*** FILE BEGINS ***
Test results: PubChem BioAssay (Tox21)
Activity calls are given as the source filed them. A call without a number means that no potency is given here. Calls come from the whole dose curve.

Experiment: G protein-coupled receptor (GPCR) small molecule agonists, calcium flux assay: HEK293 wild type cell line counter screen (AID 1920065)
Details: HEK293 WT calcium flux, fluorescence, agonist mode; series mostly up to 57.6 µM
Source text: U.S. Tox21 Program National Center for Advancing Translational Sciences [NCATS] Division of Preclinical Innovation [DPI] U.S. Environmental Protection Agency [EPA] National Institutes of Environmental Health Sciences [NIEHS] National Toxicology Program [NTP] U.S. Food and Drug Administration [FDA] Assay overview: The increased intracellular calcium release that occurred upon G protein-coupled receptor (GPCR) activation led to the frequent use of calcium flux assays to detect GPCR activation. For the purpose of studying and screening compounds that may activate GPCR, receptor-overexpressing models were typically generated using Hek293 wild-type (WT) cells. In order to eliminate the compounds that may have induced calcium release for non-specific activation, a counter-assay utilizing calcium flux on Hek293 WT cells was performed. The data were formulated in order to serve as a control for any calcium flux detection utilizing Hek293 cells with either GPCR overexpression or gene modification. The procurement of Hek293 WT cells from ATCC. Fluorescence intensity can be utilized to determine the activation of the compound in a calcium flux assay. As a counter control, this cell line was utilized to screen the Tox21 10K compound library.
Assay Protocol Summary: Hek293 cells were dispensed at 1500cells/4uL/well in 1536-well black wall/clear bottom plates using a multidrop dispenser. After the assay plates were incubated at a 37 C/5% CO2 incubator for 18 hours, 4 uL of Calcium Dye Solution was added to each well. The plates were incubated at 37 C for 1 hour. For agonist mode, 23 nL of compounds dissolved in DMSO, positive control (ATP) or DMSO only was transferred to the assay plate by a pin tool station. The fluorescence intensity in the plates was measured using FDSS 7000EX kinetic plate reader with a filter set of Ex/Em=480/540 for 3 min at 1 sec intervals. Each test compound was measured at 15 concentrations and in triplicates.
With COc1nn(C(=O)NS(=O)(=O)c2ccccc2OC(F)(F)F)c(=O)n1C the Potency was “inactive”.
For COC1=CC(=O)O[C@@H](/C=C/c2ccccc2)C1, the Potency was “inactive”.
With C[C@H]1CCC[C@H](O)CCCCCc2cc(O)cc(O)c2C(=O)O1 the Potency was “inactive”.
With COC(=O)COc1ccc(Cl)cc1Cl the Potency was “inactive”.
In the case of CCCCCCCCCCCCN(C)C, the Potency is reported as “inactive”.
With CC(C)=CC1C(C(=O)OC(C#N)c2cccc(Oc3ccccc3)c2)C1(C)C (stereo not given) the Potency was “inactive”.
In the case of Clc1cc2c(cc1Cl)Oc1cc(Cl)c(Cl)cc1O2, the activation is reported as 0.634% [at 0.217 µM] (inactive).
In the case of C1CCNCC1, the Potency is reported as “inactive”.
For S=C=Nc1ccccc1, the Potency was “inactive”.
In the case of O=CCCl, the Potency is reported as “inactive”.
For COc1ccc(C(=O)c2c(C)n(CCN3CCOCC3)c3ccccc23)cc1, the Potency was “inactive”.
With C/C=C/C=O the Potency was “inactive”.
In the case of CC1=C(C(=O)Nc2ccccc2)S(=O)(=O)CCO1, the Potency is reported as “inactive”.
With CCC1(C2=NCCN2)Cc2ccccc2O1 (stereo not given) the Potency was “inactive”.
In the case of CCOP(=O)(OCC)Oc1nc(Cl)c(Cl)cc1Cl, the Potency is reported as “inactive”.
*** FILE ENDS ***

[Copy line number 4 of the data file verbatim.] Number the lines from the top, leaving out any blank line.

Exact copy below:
Details: HEK293 WT calcium flux, fluorescence, agonist mode; series mostly up to 57.6 µM